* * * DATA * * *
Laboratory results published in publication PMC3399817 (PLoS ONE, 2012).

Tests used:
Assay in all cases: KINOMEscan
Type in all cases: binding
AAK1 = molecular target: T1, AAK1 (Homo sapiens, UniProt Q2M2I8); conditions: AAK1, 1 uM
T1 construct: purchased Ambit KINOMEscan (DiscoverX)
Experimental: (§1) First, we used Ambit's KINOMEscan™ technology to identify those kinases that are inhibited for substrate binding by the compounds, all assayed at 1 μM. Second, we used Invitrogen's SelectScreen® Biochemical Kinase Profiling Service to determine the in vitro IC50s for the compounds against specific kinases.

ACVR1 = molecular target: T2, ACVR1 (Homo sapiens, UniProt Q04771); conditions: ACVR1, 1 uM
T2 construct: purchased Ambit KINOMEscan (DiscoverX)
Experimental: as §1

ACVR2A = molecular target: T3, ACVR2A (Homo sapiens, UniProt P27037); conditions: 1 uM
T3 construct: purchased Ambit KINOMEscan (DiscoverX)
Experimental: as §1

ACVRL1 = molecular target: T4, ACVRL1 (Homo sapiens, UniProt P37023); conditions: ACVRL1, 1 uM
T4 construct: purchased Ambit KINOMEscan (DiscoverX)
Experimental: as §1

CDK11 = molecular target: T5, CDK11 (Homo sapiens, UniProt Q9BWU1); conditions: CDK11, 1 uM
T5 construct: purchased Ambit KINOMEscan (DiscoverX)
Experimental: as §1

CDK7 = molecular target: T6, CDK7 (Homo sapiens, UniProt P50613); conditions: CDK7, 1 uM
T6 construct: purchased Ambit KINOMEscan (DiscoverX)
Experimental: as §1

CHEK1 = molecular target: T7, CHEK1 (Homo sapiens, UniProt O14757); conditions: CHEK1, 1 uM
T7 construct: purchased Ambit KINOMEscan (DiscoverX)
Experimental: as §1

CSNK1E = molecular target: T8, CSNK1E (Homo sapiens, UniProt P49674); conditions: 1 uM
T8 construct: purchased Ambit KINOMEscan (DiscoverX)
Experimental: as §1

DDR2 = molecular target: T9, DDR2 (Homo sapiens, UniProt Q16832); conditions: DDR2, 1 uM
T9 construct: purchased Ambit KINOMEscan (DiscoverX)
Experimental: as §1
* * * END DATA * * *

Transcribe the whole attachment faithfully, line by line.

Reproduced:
Laboratory results published in publication PMC3399817 (PLoS ONE, 2012).

Tests used:
Assay in all cases: KINOMEscan
Type in all cases: binding
AAK1 = molecular target: T1, AAK1 (Homo sapiens, UniProt Q2M2I8); conditions: AAK1, 1 uM
T1 construct: purchased Ambit KINOMEscan (DiscoverX)
Experimental: (§1) First, we used Ambit's KINOMEscan™ technology to identify those kinases that are inhibited for substrate binding by the compounds, all assayed at 1 μM. Second, we used Invitrogen's SelectScreen® Biochemical Kinase Profiling Service to determine the in vitro IC50s for the compounds against specific kinases.

ACVR1 = molecular target: T2, ACVR1 (Homo sapiens, UniProt Q04771); conditions: ACVR1, 1 uM
T2 construct: purchased Ambit KINOMEscan (DiscoverX)
Experimental: as §1

ACVR2A = molecular target: T3, ACVR2A (Homo sapiens, UniProt P27037); conditions: 1 uM
T3 construct: purchased Ambit KINOMEscan (DiscoverX)
Experimental: as §1

ACVRL1 = molecular target: T4, ACVRL1 (Homo sapiens, UniProt P37023); conditions: ACVRL1, 1 uM
T4 construct: purchased Ambit KINOMEscan (DiscoverX)
Experimental: as §1

CDK11 = molecular target: T5, CDK11 (Homo sapiens, UniProt Q9BWU1); conditions: CDK11, 1 uM
T5 construct: purchased Ambit KINOMEscan (DiscoverX)
Experimental: as §1

CDK7 = molecular target: T6, CDK7 (Homo sapiens, UniProt P50613); conditions: CDK7, 1 uM
T6 construct: purchased Ambit KINOMEscan (DiscoverX)
Experimental: as §1

CHEK1 = molecular target: T7, CHEK1 (Homo sapiens, UniProt O14757); conditions: CHEK1, 1 uM
T7 construct: purchased Ambit KINOMEscan (DiscoverX)
Experimental: as §1

CSNK1E = molecular target: T8, CSNK1E (Homo sapiens, UniProt P49674); conditions: 1 uM
T8 construct: purchased Ambit KINOMEscan (DiscoverX)
Experimental: as §1

DDR2 = molecular target: T9, DDR2 (Homo sapiens, UniProt Q16832); conditions: DDR2, 1 uM
T9 construct: purchased Ambit KINOMEscan (DiscoverX)
Experimental: as §1